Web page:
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  • Don Ford

Don Reviews "The Disaster Artist"

This is a year where I have done a number of firsts in the reviewing arena and here is another one: this is the first time I am reviewing a film that is about another film with “The Disaster Artist”. Based on the making of the room “The Room” (released in 2003), the source material has a cult following due to the fact that many see it as the worst movie ever made. The only thing that makes “The Room” bearable is there are special screenings, like at places like Alamo Drafthouse, where you actually throw spoons at the screen and yell at certain points in the film.

Directed by, produced by, and starring James Franco (much like the man he portrays), the film also stars Eliza Coupe (Benched, Happy Endings), Zac Efron (17 Again, Neighbors), Josh Hutcherson (The Hunger Games, Escobar: Paradise Lost), Zoey Deutch (Why Him?, Before I Fall), Allison Brie (The Lego Movie, Community), as well as Franco’s brother, Dave (21 Jump Street , Now You See Me), Seth Rogen (Superbad, Pineapple express), and an appearance by Tommy Wiseau, the man behind “The Room”. The film is centered around Wiseau (James Franco), who in my opinion appears to be four cans short of a six-pack, and his best friend/struggling actor Greg Sestero (Dave Franco). Tommy is a man who has no real talent, but he thinks he is, and he wants to get a film made, and after he is turned down by all manner of people and entities in Los Angeles, he and Sestero decide to make the film “The Room” on their own, with Wiseau’s money with Tommy in the lead role.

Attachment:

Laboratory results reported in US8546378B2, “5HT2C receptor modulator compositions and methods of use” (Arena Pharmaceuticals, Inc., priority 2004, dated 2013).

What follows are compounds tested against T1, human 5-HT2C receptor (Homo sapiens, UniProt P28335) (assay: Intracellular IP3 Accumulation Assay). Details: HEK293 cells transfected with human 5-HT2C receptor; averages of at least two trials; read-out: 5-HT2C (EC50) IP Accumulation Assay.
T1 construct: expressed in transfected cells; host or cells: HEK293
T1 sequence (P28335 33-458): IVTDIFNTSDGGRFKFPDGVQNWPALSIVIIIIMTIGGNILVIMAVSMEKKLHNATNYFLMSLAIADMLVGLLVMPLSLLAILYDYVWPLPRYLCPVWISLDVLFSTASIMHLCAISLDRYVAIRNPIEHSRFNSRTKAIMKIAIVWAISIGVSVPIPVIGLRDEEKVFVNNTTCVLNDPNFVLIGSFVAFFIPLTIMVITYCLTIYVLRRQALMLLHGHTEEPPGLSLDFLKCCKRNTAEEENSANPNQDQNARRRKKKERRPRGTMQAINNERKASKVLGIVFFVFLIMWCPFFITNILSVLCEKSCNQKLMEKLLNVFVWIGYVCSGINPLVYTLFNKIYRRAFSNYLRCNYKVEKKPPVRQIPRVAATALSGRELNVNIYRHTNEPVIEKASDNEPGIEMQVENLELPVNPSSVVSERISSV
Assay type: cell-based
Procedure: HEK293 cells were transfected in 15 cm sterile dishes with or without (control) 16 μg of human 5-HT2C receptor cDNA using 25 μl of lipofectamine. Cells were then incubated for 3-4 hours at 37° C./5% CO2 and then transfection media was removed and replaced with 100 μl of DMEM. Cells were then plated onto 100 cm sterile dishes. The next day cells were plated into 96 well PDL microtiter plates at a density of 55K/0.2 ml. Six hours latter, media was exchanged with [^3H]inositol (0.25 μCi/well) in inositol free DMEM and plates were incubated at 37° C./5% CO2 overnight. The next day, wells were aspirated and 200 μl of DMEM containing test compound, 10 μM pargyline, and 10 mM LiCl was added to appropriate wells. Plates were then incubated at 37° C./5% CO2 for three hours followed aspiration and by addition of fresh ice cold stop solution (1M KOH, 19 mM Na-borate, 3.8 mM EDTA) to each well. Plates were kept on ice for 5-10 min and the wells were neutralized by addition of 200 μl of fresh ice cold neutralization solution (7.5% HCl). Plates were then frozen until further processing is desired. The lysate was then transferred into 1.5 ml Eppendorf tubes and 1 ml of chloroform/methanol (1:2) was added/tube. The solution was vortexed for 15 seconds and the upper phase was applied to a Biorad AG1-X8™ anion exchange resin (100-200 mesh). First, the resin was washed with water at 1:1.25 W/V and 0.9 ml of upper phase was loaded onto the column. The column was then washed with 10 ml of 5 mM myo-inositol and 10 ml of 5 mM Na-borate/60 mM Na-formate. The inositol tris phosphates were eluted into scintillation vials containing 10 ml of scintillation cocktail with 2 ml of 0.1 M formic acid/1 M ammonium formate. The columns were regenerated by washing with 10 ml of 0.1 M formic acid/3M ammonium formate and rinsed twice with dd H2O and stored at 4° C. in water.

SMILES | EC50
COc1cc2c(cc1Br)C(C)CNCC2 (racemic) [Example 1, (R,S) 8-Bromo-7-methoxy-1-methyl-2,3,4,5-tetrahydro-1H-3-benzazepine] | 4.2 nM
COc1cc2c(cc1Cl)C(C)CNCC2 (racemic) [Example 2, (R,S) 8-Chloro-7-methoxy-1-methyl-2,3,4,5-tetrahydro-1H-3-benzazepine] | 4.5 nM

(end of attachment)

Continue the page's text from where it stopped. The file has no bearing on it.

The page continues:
The film is shot sparing no detail from the sets in the original “The Room”. If you have seen it, you will truly be able to appreciate what they went through to be as original and historically correct. When it comes to the acting, the cast does well overall with two major shout outs: Seth Rogan as line producer Sandy who really adds to the film as the man of “let’s face reality” and get back to planet Earth, and to James Franco who plays the part of Tommy Wiseau to the tee, absolutely nailing the mannerisms, weirdness, and accents very well. I cannot say enough of the job he did. There are also some cameos by some of the Hollywood A-Listers, which is real impressive.

I could also appreciate how much heart Franco really put into this film. I have read that they actually reshot the entire film of “The Room” while doing “The Disaster Artist,” and they had every detail down to a tee from the acting to the sets; literally everything. Here is the issue, though: if you have not seen “The Room”, I feel like you cannot appreciate this film as much. So before you go to “The Disaster Artist,” see the original, especially in a special setting (like throwing spoons at the screen). I will definitely recommend this film as a matinee showing in theaters.

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